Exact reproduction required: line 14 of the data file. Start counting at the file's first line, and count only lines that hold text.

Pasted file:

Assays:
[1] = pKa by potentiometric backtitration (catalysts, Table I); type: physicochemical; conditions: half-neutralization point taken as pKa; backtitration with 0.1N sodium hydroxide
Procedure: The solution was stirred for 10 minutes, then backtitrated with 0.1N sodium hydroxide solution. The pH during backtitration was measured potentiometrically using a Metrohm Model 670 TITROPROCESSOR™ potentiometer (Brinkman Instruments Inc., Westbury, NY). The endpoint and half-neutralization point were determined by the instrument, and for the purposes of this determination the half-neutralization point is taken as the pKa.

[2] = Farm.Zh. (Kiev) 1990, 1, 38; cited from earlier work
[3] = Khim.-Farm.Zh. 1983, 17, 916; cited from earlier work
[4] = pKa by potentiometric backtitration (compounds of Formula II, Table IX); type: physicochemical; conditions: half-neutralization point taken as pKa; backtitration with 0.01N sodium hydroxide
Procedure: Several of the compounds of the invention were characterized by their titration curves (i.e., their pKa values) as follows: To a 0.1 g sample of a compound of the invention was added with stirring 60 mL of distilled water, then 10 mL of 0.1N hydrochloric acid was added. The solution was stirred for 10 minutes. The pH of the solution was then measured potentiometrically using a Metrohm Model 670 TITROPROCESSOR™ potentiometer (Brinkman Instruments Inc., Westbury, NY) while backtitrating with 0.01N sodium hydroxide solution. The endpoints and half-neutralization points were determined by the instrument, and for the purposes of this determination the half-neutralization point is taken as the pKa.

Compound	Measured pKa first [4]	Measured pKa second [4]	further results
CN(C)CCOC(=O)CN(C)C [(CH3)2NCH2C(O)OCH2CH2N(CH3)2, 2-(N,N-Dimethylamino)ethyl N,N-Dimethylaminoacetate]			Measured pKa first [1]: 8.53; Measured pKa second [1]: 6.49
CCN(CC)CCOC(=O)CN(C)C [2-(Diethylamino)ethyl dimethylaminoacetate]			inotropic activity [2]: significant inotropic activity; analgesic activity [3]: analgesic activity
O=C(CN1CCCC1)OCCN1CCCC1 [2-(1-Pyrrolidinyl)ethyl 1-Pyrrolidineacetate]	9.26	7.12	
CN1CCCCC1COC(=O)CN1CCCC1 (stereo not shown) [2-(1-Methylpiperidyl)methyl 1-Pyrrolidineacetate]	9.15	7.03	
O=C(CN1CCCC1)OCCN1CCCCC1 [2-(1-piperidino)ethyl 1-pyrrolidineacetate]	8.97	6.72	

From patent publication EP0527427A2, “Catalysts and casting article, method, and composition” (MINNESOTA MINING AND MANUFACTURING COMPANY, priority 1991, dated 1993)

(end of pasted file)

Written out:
From patent publication EP0527427A2, “Catalysts and casting article, method, and composition” (MINNESOTA MINING AND MANUFACTURING COMPANY, priority 1991, dated 1993)